“Last Days of Prospero,” a poem by Donald Justice from our Winter – Spring 1964 issue. Justice, born on August 12, 1925, is remembered for his formal mastery; he had a special fondness for sestinas. He died in 2004. Michael Hofmann has said that Justice “probably has few peers when it comes to the musical arrangement of words in a line.” In 2011, John Jeremiah Sullivan wrote about his poem “There Is a Gold Light in Certain Old Paintings” for the Daily.
The aging magician retired to his island.
It was not so green as he remembered,
Nor did the sea caress its headlands
With the customary nuptial music.
He did not mind. He would not mind,
So long as the causeway to the mainland
Were not repaired, so long as the gay
Little tourist steamer never again
Lurched late into harbor, and no one
Applied for a license to reopen
The shuttered, gilt casino. Better,
He said, an isle unvisited
Except for those sea-birds come to roost
On the roofs of the thousand ruined cabañas,
Survivors; or the strayed whale offshore,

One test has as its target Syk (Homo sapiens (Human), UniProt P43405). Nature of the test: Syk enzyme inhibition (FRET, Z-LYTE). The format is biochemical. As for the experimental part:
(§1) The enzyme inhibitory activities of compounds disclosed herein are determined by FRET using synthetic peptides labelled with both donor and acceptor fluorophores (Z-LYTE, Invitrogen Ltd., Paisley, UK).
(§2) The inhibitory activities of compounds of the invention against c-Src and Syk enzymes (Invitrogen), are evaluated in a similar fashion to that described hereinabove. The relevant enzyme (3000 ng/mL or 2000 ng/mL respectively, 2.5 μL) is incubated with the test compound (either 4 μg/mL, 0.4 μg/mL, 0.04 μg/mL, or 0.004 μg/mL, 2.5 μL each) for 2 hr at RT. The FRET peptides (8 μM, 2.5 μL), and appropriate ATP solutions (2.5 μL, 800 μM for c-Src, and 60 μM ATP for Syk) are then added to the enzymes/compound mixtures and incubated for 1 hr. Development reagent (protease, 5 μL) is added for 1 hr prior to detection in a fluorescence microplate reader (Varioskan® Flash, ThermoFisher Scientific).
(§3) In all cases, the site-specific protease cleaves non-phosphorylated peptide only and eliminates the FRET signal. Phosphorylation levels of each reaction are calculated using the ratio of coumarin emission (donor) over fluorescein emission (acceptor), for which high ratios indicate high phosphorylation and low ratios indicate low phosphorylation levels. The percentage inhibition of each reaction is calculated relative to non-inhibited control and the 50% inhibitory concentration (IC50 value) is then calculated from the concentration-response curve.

Suspicious, surfacing to spout,
Noble as any fountain of Milan…
The cave? That was as he had left it,
Amply provisioned against the days
To come. His cloak? Neat on its hanger;
The painted constellations, though faded
With damp a little, still glittered
And seemed in the dark to move on course.
His books? He knew where they were drowned.
(What tempests has he caused, what lightnings
Loosed in the rigging of the world!)
If now it was all to do again,
Nothing lacked to his purposed, only
Some change in the wording of the charm,
Some slight reshuffling of negative
And verb, perhaps—that should suffice.
So, so. Meanwhile he paced the strand,
Debating, as old men will, with himself,
Or the waves, though, as it was, the sea
Seemed only to go on washing and washing
Itself, as if to be clean of something.